A grandma’s lessons never really leave you

At the time of writing, it’s as though the world has taken a nana nap. The Thai boys have been rescued, it’s the middle of the afternoon, and it’s raining at a respectable rate. The weather bureau says it feels like 4.2 degrees.

The corgis are sound asleep on their mats near the kitchen and the cats have colonised their preferred floor heating ducts. Even the chooks have fluffed up next to the dog-flap, sucking in whatever warmed air leaks out.

There is no wind. No traffic noise. The phone’s not ringing. No one is demanding my attention for anything just now. Things seem oddly in balance. So … why am I edgy?

To fill this shocking void this afternoon, I started to think about something my late grandmother Nellie Kealy said to me when I was about 10: “Why can’t you just sit there are enjoy doing nothing? That’s the trouble with people today: they don’t know how to be happy doing nothing.”

She was a remarkable woman: married to a lovable rogue who probably deserved a slap, but more often got hugs. They raised eight children in a weatherboard house with two fibro bungalows in the backyard. She mastered time, meeting the needs of her own children and the swiftly growing mobs of grand and great-grandchildren.

If she was alive and raising her family today, people would probably say she was disadvantaged, needed more government support, was a victim and so on. I don’t recall her ever claiming any of these things.

My memories of her are of a relentlessly cheerful, battleship of a woman whom everyone loved unconditionally and who chuckled and offered interesting insights.

Not that we knew they were insights at the time. For example, she once observed that her generation (she was born in 1900) was the last to know how everything around the house worked. She disliked complicated stuff – except for the black-and-white TV which brought Graham Kennedy and Bert Newton into her life. Whenever any of the far-flung cousins, nieces, nephews and others get together, they can still surprise each other with things they learned from her.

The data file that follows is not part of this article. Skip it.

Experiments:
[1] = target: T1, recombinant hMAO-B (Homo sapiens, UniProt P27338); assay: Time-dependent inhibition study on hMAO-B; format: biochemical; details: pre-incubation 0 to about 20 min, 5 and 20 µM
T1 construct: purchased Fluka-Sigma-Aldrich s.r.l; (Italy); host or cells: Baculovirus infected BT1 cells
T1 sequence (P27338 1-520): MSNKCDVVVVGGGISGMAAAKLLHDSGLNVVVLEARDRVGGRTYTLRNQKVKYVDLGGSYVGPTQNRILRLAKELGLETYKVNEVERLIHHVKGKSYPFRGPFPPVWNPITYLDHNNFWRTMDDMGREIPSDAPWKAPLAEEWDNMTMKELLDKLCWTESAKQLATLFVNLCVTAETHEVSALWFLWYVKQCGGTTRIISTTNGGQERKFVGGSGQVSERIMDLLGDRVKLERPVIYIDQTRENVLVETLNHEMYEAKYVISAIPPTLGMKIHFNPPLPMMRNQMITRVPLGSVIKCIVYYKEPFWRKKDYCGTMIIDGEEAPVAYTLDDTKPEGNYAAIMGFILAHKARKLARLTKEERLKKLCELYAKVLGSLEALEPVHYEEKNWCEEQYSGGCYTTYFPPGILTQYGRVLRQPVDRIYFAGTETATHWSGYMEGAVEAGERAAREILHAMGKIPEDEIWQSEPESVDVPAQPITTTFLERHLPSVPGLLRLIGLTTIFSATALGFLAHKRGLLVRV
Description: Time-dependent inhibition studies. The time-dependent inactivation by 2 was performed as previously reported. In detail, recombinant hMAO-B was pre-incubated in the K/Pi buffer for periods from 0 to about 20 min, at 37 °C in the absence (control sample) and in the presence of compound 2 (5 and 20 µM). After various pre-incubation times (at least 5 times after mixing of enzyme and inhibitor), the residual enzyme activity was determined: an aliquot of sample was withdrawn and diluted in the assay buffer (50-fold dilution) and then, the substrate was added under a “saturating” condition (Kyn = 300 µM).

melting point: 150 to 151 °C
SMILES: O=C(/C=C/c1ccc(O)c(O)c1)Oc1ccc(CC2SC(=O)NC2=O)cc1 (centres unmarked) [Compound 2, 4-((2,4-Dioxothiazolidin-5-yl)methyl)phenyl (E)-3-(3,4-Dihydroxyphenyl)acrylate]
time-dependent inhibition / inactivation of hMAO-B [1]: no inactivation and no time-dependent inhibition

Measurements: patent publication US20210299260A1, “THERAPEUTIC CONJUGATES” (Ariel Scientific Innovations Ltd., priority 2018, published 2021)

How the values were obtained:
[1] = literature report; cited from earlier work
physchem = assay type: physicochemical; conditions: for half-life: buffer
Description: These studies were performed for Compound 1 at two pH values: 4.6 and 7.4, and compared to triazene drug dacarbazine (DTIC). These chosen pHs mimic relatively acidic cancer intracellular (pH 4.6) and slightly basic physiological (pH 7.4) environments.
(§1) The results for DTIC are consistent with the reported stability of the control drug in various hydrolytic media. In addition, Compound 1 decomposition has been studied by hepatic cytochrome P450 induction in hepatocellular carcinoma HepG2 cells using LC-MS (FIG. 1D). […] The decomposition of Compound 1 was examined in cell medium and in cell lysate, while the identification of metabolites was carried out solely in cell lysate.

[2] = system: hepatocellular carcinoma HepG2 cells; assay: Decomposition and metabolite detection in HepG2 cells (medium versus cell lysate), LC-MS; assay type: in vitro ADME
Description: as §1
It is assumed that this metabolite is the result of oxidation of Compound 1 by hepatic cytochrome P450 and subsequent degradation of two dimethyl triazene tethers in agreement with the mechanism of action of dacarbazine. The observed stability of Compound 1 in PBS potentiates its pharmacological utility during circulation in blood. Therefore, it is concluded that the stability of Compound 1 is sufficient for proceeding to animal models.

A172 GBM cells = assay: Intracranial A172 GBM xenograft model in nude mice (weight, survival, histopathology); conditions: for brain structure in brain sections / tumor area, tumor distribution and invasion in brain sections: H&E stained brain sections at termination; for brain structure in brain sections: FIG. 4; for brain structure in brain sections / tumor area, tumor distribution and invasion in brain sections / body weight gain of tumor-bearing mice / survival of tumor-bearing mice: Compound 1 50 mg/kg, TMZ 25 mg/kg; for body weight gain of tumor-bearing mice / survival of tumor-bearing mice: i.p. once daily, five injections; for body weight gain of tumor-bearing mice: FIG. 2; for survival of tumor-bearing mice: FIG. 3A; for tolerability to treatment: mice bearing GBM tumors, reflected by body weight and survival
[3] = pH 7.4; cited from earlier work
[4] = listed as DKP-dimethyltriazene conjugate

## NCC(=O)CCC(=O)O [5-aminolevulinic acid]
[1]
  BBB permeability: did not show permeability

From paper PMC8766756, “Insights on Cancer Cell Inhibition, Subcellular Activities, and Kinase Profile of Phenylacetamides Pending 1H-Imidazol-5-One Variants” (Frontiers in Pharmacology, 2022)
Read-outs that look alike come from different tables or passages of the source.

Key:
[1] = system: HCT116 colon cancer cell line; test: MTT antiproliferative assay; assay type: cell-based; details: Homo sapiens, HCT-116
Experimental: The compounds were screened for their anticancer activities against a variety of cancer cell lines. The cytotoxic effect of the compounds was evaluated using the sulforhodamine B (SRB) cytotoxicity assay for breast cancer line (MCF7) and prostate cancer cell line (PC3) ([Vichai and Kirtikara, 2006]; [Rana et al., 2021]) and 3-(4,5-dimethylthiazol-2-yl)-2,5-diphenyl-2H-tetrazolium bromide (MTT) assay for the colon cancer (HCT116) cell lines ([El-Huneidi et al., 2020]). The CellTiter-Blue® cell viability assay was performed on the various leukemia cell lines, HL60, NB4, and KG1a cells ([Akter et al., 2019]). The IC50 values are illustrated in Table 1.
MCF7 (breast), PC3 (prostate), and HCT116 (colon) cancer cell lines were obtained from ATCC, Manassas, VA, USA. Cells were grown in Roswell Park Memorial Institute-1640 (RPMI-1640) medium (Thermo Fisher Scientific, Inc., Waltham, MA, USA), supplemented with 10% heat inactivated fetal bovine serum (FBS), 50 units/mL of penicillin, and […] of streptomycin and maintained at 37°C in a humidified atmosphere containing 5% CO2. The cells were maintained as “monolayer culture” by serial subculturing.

But today – this quiet, cold, introverted day – I’m reminded of her calmness.

She passed away in the early 1990s, and even then, her extended family were discovering fascinating depths to her life and character. How could such a suburban woman have made such a profound impact on so many people. She’d scuttle around her small kitchen, stuffing shillings in the gas meter regularly, and never seemed to get in a Gordon Ramsay fluster as dozens of meals magically appeared every day.

Always at the right time, or to meet someone’s needs, and it was always delicious: roasts, gravy, mashed spuds, fresh vegies (often grown in the backyard by my grandfather, unless he’d lost them in a game of cards with his post office mates). Cocoa has never been so rich or refreshing. Gallons of steaming black tea all day.

She trusted everyone to do the right thing. I can remember as a primary school kid being sent off down the road to get some cakes on a Sunday morning, or some milk and bread. We had to cross a very busy road. I now know it was the Princes Highway, not far from the Shopatropolis of Chadstone. Parents would have nervous breakdowns at the thought of that now. Nellie didn’t.

She’d be embarrassed to read any of this. “You don’t always have to have something to say. Sometimes nothing says it all.”

Maybe. But on this intensely quiet afternoon, I wish I could be as quiet … bugger! There goes the phone.

WAYNE GREGSON